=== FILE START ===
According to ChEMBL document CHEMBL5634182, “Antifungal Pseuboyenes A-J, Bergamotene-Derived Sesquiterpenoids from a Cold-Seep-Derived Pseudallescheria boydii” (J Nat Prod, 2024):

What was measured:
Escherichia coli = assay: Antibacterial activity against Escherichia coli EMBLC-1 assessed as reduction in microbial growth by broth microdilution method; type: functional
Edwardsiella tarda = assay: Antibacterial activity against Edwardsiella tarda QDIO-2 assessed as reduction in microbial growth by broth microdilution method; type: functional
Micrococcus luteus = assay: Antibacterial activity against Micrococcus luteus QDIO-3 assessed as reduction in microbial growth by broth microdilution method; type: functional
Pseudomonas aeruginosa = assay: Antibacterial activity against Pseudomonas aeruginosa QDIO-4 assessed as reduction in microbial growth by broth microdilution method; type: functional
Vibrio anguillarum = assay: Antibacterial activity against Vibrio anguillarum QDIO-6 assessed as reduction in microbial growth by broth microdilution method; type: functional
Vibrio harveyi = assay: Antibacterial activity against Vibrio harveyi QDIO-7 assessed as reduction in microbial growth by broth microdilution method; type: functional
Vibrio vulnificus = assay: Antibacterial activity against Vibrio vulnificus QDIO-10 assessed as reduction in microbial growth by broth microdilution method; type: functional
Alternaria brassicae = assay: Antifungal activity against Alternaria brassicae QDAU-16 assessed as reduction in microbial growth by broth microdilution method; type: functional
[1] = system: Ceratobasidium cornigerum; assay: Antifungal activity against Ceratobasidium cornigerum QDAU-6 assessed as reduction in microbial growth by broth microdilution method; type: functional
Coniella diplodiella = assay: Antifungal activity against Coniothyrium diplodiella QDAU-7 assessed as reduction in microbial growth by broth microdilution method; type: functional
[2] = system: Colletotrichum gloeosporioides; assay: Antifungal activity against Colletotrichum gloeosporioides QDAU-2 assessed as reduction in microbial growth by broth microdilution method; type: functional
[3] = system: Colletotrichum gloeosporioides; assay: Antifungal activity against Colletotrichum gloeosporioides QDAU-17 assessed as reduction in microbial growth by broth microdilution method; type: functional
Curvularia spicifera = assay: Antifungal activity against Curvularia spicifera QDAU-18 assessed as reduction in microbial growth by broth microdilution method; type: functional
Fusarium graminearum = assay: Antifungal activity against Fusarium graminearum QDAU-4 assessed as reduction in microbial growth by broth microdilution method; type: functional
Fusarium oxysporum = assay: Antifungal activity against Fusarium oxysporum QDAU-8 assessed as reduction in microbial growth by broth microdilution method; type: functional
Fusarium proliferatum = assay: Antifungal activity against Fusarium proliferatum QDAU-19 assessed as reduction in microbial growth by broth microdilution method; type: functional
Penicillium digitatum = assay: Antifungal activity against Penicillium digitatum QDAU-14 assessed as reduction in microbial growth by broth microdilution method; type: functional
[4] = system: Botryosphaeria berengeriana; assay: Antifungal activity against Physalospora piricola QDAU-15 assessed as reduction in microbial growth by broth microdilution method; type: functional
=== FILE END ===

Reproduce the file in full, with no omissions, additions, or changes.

According to ChEMBL document CHEMBL5634182, “Antifungal Pseuboyenes A-J, Bergamotene-Derived Sesquiterpenoids from a Cold-Seep-Derived Pseudallescheria boydii” (J Nat Prod, 2024):

What was measured:
Escherichia coli = assay: Antibacterial activity against Escherichia coli EMBLC-1 assessed as reduction in microbial growth by broth microdilution method; type: functional
Edwardsiella tarda = assay: Antibacterial activity against Edwardsiella tarda QDIO-2 assessed as reduction in microbial growth by broth microdilution method; type: functional
Micrococcus luteus = assay: Antibacterial activity against Micrococcus luteus QDIO-3 assessed as reduction in microbial growth by broth microdilution method; type: functional
Pseudomonas aeruginosa = assay: Antibacterial activity against Pseudomonas aeruginosa QDIO-4 assessed as reduction in microbial growth by broth microdilution method; type: functional
Vibrio anguillarum = assay: Antibacterial activity against Vibrio anguillarum QDIO-6 assessed as reduction in microbial growth by broth microdilution method; type: functional
Vibrio harveyi = assay: Antibacterial activity against Vibrio harveyi QDIO-7 assessed as reduction in microbial growth by broth microdilution method; type: functional
Vibrio vulnificus = assay: Antibacterial activity against Vibrio vulnificus QDIO-10 assessed as reduction in microbial growth by broth microdilution method; type: functional
Alternaria brassicae = assay: Antifungal activity against Alternaria brassicae QDAU-16 assessed as reduction in microbial growth by broth microdilution method; type: functional
[1] = system: Ceratobasidium cornigerum; assay: Antifungal activity against Ceratobasidium cornigerum QDAU-6 assessed as reduction in microbial growth by broth microdilution method; type: functional
Coniella diplodiella = assay: Antifungal activity against Coniothyrium diplodiella QDAU-7 assessed as reduction in microbial growth by broth microdilution method; type: functional
[2] = system: Colletotrichum gloeosporioides; assay: Antifungal activity against Colletotrichum gloeosporioides QDAU-2 assessed as reduction in microbial growth by broth microdilution method; type: functional
[3] = system: Colletotrichum gloeosporioides; assay: Antifungal activity against Colletotrichum gloeosporioides QDAU-17 assessed as reduction in microbial growth by broth microdilution method; type: functional
Curvularia spicifera = assay: Antifungal activity against Curvularia spicifera QDAU-18 assessed as reduction in microbial growth by broth microdilution method; type: functional
Fusarium graminearum = assay: Antifungal activity against Fusarium graminearum QDAU-4 assessed as reduction in microbial growth by broth microdilution method; type: functional
Fusarium oxysporum = assay: Antifungal activity against Fusarium oxysporum QDAU-8 assessed as reduction in microbial growth by broth microdilution method; type: functional
Fusarium proliferatum = assay: Antifungal activity against Fusarium proliferatum QDAU-19 assessed as reduction in microbial growth by broth microdilution method; type: functional
Penicillium digitatum = assay: Antifungal activity against Penicillium digitatum QDAU-14 assessed as reduction in microbial growth by broth microdilution method; type: functional
[4] = system: Botryosphaeria berengeriana; assay: Antifungal activity against Physalospora piricola QDAU-15 assessed as reduction in microbial growth by broth microdilution method; type: functional